Obama's Disappointing Keystone Rejection
President Barack Obama's rejection of Keystone XL is far from surprising. That doesn't stop it from being extremely disappointing.
Debate over the pipeline morphed over time into a completely political conversation, devoid of reference to the actual costs and benefits of building this one discrete piece of infrastructure. Rejection was the only possible response from an administration beholden to the interests of the environmental left.
The pipeline represents a much more humble investment than the discourse has made it seem. Capable of carrying up to 830,000 barrels per day, it would provide one option for the secure transport of oil to American refineries built to process the resource. In fact, in a nod to the value of new pipeline infrastructure, the president gave the southern leg of the pipeline the go-ahead in 2012. The northern portion of the pipeline was contentious only because it would ease access to Canadian oil sands.
Without Keystone, oil companies have been relying on trucking and rail infrastructure, alternatives that are more expensive, polluting, and dangerous. Since the pipeline was proposed in 2008, these alternatives have contributed an additional 8.8 million tons of CO2 emissions to the atmosphere and raised the risks of spills and fatal accidents.
The environmental movement and the Environmental Protection Agency contend that, given low current oil prices, the oil sands will be too expensive to develop without the pipeline and the resource will stay in the ground. Like all doom and gloom predictions about oil trends, this is being proven wrong. The price to develop the oil sands continues to fall, thanks to advancements in technology and efficiency.
The administration's choice is thus purely a matter of optics. Canadian oil sands will continue to be developed and will continue to bolster North American energy security. The oil will continue to flow into the United States via less secure and riskier infrastructure. Worse, it may find alternative markets overseas, further increasing the emissions profile that so concerns environmentalists. Today's rejection is a Pyrrhic victory paving the way for more emissions and other negative consequences.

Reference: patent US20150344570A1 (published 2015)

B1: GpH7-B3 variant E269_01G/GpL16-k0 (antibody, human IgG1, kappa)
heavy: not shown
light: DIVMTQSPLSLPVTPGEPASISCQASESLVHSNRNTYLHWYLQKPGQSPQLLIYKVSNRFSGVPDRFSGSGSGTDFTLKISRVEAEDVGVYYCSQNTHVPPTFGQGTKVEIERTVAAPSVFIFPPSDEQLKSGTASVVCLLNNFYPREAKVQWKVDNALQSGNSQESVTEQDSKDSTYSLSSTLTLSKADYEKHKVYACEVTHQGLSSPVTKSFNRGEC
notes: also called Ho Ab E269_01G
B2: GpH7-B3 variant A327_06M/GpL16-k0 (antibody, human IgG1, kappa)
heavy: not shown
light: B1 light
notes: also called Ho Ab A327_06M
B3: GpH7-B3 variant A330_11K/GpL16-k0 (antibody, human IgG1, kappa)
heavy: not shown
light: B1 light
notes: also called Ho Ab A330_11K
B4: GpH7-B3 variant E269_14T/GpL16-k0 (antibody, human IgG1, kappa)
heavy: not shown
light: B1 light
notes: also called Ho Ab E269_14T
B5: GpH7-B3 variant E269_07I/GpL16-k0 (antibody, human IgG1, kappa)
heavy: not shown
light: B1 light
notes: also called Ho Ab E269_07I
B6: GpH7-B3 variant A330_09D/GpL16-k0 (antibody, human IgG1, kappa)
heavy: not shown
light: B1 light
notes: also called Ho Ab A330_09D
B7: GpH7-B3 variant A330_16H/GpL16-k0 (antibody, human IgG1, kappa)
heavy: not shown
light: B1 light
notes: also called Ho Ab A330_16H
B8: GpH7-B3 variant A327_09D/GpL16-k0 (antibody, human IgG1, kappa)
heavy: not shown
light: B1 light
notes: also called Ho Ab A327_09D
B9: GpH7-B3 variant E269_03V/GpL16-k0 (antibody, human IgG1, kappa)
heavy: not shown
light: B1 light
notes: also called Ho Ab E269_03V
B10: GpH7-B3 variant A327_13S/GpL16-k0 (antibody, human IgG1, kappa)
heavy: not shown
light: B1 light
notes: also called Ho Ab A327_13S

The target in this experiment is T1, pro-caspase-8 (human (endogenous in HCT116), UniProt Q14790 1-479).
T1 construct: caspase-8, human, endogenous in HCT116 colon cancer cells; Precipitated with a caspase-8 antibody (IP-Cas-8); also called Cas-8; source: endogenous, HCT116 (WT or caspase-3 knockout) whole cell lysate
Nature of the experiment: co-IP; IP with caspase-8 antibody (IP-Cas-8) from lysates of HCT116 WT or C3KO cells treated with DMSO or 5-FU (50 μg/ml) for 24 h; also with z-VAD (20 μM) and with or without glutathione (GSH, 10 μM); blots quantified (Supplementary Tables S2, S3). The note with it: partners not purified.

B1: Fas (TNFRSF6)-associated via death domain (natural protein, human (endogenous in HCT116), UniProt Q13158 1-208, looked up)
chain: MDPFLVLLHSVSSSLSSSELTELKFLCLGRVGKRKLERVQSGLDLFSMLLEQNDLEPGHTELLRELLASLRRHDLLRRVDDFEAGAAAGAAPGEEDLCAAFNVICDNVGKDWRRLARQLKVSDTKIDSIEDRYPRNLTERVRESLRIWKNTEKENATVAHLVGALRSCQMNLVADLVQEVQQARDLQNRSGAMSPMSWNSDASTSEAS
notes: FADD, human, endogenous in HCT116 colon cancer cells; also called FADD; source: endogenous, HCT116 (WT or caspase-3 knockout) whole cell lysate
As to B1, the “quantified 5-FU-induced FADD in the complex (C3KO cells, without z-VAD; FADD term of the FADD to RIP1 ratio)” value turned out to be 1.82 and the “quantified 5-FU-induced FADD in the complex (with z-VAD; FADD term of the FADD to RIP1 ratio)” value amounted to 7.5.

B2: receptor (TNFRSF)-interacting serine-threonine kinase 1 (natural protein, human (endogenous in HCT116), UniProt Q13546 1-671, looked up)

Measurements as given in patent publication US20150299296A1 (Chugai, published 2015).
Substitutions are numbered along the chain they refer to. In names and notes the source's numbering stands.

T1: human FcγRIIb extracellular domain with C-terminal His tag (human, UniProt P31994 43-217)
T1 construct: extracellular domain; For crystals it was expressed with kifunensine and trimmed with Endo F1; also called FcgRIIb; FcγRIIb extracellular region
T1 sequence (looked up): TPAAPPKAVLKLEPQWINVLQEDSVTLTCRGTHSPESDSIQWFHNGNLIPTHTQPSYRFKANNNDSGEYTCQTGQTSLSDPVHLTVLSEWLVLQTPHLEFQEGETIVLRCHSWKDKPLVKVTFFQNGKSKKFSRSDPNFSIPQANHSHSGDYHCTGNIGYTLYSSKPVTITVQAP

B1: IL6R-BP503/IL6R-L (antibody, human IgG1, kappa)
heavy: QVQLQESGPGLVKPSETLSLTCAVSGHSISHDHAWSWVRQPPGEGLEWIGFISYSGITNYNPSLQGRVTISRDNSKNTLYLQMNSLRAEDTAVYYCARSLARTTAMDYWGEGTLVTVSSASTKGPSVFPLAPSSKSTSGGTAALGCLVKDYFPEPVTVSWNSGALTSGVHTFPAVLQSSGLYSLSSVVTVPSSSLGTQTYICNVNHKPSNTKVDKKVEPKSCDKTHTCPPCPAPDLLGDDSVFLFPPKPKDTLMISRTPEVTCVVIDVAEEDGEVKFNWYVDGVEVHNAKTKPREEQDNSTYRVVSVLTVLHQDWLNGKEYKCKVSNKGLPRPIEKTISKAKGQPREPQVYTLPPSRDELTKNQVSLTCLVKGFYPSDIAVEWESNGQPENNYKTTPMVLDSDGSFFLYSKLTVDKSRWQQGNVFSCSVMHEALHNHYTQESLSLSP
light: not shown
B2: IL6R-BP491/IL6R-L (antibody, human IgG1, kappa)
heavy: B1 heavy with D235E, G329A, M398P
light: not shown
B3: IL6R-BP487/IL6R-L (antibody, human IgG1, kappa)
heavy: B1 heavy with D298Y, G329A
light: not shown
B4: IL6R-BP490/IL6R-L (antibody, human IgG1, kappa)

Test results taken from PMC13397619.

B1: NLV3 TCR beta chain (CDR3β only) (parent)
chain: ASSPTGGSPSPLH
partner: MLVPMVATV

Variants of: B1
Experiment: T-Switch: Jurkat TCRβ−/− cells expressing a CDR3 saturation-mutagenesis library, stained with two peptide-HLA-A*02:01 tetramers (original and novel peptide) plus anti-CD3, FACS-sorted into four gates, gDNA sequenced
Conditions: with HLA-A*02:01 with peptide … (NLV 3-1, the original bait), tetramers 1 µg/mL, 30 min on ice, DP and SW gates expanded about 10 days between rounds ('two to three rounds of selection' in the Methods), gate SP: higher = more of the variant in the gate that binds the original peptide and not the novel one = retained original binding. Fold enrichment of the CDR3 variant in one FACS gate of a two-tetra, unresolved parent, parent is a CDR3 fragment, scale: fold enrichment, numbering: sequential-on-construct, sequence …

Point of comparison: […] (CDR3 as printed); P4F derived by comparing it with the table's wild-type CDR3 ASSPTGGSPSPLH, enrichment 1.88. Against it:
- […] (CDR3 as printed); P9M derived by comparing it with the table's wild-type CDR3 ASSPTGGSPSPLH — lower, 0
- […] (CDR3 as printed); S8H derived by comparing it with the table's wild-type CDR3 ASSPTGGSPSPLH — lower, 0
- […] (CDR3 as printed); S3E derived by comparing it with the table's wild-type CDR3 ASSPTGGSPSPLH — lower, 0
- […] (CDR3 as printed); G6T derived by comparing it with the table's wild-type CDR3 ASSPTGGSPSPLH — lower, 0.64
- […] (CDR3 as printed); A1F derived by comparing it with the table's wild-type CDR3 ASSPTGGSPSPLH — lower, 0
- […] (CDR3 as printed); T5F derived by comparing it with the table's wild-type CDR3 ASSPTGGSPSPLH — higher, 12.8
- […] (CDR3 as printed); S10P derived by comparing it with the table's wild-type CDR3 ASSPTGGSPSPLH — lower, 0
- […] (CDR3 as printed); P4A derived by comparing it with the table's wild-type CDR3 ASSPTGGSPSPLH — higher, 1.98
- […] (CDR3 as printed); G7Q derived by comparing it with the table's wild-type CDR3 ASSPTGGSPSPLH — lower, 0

It also costs Americans in real ways. The pipeline could have brought in billions in private investment, 42,100 jobs, and $2 billion in earnings over the past seven years, including during the depths of the recession. Instead of investing in the economy, TransCanada was forced to invest in an overwrought regulatory and political process, spending millions seeking approval.
The biggest cost is yet to come. In 17,000 pages of review documents, the president's own State Department found time and again that the pipeline would be in the country's national interest. Instead of relying on those studies, the administration let the political process win out. Future investment in cross-border infrastructure likely faces the same fate: exhaustive study, convincing benefits, and no sure way forward.
This is the wrong time to chill the investment climate. The North American oil boom has upended the global oil trade, brought down prices, challenged OPEC and Russian energy hegemony, and made the continent more diplomatically potent. Energy cooperation would help the United States, Canada, and Mexico achieve more security, still-lower prices, and more rapid achievement of environmental targets. That cooperation will be far more difficult if private interests have deteriorating confidence in our regulatory system.
Our productive natural-gas industry has found consumer markets in Canada and Mexico, even as the middling export-approval process crawls along. Northern Canadian hydropower is a huge and untapped resource of carbon-free baseload, dispatchable power. Mexican investments in geothermal power are advancing technological progress and making that resource cheaper to access. Intermittent American wind and solar deliver power at incredibly low prices during optimal conditions. Stronger cross-border infrastructure would benefit and secure as the energy economy continues to change at a rapid pace.
The president rejected the pipeline saying, "It became a symbol too often used as a campaign cudgel used by both parties rather than a serious policy matter." He's right. Keystone XL was always just one pipeline, forced to carry vapid debate and politics instead of oil. His rejection perpetuates the political contamination of a broken regulatory approval process and dims the prospects for future ambitious investment in the North American energy system.
Catrina Rorke is the energy policy director and a senior fellow of the R Street Institute.